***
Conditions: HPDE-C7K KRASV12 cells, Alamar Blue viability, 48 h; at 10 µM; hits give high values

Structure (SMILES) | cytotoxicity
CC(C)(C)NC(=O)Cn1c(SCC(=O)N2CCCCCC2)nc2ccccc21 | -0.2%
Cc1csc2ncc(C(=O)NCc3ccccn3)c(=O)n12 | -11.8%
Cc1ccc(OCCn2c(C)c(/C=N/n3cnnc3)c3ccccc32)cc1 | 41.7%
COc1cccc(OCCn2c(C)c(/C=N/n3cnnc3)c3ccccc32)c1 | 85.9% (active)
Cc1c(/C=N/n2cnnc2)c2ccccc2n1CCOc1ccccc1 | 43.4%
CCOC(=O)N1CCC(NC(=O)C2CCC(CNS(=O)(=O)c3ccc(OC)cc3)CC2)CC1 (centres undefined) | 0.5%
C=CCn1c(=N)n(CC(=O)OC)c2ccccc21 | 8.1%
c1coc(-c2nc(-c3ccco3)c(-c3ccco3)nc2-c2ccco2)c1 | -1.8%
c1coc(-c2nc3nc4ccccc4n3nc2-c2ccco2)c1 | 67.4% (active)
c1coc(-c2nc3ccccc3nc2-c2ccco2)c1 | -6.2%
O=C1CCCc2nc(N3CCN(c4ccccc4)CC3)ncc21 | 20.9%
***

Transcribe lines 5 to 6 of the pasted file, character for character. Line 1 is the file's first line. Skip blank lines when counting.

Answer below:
Cc1ccc(OCCn2c(C)c(/C=N/n3cnnc3)c3ccccc32)cc1 | 41.7%
COc1cccc(OCCn2c(C)c(/C=N/n3cnnc3)c3ccccc32)c1 | 85.9% (active)